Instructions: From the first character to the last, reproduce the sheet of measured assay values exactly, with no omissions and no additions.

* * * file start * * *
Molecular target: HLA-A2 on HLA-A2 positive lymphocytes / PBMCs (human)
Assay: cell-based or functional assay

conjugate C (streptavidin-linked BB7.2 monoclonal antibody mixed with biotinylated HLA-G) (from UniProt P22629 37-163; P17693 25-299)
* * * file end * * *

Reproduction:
Molecular target: HLA-A2 on HLA-A2 positive lymphocytes / PBMCs (human)
Assay: cell-based or functional assay

conjugate C (streptavidin-linked BB7.2 monoclonal antibody mixed with biotinylated HLA-G) (from UniProt P22629 37-163; P17693 25-299)